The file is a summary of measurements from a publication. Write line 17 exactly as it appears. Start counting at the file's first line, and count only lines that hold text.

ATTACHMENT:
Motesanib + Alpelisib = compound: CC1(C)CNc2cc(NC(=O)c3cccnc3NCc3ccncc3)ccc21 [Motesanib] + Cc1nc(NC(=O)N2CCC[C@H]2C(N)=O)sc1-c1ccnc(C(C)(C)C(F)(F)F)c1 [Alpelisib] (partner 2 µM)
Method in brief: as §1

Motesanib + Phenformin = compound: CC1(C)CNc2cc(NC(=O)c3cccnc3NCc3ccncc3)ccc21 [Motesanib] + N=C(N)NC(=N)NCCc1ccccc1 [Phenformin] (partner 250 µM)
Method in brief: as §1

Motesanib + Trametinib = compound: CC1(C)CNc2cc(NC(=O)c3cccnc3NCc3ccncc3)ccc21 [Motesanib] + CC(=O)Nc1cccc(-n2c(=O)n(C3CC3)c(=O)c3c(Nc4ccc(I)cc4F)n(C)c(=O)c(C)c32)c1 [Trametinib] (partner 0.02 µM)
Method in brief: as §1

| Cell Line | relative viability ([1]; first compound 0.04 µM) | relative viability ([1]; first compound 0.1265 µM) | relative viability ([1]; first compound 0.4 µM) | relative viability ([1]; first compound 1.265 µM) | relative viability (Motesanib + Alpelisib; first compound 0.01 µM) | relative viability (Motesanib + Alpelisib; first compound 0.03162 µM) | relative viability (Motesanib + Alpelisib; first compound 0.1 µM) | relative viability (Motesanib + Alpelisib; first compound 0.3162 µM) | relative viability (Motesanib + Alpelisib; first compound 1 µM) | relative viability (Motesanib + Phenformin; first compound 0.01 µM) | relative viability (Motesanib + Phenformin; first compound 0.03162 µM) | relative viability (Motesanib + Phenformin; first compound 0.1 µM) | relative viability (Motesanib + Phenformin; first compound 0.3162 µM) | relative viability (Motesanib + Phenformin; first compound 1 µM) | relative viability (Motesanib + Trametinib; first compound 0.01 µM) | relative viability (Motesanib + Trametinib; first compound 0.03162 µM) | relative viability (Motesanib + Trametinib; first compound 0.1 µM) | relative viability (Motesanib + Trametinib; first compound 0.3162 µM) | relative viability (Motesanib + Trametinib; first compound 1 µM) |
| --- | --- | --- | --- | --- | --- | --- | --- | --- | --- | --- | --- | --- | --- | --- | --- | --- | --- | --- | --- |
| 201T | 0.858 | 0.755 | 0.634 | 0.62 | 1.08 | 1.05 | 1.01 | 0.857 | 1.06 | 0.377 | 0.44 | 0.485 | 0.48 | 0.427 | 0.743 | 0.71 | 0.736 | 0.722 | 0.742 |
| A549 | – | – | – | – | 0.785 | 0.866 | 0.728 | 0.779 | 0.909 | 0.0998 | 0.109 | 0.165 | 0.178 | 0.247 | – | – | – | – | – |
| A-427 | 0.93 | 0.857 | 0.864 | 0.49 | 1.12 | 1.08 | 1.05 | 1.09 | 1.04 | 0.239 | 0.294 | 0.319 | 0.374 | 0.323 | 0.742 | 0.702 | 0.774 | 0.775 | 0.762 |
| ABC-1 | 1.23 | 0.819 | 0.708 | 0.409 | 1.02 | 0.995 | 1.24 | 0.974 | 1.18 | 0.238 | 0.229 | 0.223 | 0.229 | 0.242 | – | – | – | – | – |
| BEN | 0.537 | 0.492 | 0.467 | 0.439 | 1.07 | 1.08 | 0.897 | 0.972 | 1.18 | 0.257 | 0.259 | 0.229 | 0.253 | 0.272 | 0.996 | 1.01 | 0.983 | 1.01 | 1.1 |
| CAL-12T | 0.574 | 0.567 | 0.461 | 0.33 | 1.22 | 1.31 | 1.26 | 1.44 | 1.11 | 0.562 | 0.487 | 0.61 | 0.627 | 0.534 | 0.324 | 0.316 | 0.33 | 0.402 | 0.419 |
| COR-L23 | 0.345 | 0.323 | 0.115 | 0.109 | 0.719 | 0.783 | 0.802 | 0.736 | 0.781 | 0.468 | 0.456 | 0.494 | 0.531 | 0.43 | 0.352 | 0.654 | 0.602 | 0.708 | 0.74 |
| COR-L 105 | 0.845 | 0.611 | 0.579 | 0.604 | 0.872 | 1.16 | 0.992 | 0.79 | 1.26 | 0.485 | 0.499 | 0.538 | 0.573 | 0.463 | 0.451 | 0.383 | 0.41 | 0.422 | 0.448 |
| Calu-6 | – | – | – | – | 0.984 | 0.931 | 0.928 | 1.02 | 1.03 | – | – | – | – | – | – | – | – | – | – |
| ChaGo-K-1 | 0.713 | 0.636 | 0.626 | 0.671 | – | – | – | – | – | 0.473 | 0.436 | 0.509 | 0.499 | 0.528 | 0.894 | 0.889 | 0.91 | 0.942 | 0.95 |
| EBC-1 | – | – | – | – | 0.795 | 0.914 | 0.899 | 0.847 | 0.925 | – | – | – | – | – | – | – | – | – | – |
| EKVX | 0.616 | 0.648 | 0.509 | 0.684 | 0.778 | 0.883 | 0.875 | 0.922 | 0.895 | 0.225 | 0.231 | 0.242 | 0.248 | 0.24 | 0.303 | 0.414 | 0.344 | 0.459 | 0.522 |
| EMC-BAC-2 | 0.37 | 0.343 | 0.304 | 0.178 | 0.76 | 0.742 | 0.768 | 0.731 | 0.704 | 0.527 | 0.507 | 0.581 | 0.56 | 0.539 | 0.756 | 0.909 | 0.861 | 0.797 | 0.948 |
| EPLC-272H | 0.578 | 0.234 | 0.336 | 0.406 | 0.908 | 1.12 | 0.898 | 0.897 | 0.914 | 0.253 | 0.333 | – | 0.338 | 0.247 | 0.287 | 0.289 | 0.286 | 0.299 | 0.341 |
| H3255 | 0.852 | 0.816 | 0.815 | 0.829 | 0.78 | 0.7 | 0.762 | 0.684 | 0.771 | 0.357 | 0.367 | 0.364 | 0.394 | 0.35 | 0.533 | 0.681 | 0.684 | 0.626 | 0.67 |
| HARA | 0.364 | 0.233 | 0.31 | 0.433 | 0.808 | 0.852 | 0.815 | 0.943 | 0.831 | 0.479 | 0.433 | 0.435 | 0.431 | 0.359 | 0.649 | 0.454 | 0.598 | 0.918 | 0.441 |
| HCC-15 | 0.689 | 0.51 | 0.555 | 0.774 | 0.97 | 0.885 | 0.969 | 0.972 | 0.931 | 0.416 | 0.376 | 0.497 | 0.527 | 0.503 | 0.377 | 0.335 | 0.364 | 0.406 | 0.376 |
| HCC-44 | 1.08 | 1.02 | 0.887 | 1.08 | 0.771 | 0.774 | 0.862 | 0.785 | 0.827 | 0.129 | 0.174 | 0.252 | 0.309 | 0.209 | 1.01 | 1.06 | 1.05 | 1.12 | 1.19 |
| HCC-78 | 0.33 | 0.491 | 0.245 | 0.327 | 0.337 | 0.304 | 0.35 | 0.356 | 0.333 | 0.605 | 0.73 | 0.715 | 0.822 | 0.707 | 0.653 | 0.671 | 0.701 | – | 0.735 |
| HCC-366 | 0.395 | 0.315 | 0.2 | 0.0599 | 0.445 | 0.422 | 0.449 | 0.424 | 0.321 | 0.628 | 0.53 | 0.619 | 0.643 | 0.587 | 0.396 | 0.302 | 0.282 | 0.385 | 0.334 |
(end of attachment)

| Calu-6 | – | – | – | – | 0.984 | 0.931 | 0.928 | 1.02 | 1.03 | – | – | – | – | – | – | – | – | – | – |